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Format: Audio CD
I think it's fair to say that many CTI albums involved questionable artistic choices - undoubtedly talented artists placed in front of overly lush arrangements playing commercially-compromised material. But that in no way describes Sugar which nothing more and nothing less than small-combo early 70s soul jazz. In some ways it is actually less commercial than some of Stan's late 60s material for Blue Note - there is no crossover pop material, no use of lush backgrounds, and on each tune the musicians get plenty of room to blow. The music grooves at some points and is not afraid to swing in others. There's even the surprise performance of John Coltrane's "Impressions" - obviously not as intense and abstract as Trane's performances, but a nice perspective nonetheless.

Ultimately I don't find this to be as compelling as the best of Stanley's material on BN, but I would encourage those wary of CTI's later excesses to put those worries aside and check this out. And as for those who already love this album but haven't check earlier stuff out - how about picking up "The Spoiler", "Joyride", "Hustlin' ", "That's Where It's At" or "Up at Minton's"?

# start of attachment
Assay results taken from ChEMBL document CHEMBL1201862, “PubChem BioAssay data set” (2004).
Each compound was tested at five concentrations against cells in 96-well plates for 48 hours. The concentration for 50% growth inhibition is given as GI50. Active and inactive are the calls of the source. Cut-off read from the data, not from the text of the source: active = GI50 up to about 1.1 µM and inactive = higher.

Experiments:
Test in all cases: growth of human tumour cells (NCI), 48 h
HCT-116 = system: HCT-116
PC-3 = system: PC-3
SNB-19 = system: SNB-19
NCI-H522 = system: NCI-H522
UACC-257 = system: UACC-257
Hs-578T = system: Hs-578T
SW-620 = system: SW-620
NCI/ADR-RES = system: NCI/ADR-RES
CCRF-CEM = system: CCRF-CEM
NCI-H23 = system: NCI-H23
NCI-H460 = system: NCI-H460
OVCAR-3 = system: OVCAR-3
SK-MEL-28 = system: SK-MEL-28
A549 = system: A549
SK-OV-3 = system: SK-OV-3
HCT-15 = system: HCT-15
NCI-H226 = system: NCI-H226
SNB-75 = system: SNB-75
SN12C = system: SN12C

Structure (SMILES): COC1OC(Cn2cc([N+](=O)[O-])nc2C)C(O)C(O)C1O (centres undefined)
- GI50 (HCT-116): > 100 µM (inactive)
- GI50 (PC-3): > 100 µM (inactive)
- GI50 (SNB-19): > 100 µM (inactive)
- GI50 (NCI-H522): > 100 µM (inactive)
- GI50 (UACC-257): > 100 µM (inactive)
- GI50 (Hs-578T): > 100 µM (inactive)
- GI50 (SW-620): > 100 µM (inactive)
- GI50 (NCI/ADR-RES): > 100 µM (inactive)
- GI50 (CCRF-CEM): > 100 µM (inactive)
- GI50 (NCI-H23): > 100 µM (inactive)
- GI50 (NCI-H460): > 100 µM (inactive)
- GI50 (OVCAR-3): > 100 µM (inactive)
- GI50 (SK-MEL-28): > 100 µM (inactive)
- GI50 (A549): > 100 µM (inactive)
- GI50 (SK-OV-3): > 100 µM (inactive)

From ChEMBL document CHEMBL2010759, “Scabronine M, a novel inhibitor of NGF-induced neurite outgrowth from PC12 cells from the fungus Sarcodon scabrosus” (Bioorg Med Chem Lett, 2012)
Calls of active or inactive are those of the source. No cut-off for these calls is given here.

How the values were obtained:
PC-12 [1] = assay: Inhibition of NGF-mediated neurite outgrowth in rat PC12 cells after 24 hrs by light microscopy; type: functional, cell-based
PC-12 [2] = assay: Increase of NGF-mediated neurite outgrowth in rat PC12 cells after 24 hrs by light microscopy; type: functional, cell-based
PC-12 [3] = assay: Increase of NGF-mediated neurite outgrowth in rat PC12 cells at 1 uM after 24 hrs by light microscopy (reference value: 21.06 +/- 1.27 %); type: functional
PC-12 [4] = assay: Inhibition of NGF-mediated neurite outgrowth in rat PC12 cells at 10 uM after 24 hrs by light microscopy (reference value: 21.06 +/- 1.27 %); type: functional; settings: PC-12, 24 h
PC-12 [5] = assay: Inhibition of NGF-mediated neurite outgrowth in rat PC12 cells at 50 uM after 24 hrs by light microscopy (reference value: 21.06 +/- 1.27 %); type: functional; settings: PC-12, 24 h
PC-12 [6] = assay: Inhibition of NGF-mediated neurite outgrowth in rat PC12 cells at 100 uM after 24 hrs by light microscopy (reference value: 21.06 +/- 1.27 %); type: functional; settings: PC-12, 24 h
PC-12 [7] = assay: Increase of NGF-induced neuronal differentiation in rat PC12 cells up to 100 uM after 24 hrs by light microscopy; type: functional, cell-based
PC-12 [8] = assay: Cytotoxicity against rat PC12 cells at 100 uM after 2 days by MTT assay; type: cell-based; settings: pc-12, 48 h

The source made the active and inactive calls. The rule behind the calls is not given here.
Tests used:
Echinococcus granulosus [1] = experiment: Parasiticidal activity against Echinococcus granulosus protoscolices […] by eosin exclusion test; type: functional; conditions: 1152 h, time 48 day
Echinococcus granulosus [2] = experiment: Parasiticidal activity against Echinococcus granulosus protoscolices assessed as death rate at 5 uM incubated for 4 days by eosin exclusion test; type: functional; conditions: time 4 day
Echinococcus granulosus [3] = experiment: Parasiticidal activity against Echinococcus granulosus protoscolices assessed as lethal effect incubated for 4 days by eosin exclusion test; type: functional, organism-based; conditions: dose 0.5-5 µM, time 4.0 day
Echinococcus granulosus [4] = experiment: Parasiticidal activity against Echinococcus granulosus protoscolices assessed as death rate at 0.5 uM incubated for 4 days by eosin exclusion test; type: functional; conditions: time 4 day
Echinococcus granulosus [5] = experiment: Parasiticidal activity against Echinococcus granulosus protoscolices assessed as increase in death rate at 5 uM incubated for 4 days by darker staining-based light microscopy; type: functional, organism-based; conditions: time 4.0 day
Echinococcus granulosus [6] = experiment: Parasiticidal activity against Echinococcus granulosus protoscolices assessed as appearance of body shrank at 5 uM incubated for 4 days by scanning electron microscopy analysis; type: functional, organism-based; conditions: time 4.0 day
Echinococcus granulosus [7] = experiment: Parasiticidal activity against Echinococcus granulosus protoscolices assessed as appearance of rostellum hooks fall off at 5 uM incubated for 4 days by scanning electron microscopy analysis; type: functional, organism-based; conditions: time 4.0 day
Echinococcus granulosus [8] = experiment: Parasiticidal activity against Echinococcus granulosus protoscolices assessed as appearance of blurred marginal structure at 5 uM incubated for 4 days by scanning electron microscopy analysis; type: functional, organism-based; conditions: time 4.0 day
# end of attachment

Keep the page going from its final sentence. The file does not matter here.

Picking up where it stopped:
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Format: Audio CD
IT'S ABOUT TIME THAT ALL OF THESE GREAT OLD CTI RECORDS WERE RE-RELEASED ON CD. I HAD SO MANY OF THESE GREAT WAX RECORDINGS WHEN THEY CAME OUT IN THE 70'S. THIS IS A CLASSIC ONE BY STANLEY TURRENTINE. BUT THAT IS MISLEADING. THE GREAT THING ABOUT ALL OF THESE OLD CTI RECORDS WERE THAT THEY FEATURED A LOT OF THE GREAT MUSICIANS IN THEIR STABLE. IF A RECORD WAS CREDITED TO, SAY, STANLEY TURRENTINE, YOU COULD BE ASSURED THAT THERE WERE A LOT OF GREAT SOLOS ON THE DISC BY RON CARTER, GEORGE BENSON, FREDDIE HUBBARD (who are all fetured here on this CD), AND OTHERS (including Deodato, Hubert Laws, Steve Gadd, Randy Weston, Joe Beck, Hank Crawford, Eric Gale, etc.). THE SAME WAS TRUE FOR ALBUMS RELEASED BY THOSE ARTISTS. WHO THE ALBUM WAS CREDITED TO WAS A MISNOMER. I READ ONE OF THE OTHER REVIEWERS STATE THAT THIS MUSIC WAS A PRECURSER TO WHAT IS NOW CALLED SMOOTH JAZZ, BUT THAT IS WRONG, SINCE THIS STUFF IS SOOOOO MUCH BETTER THAN THAT CRAPPPPPPPPPP.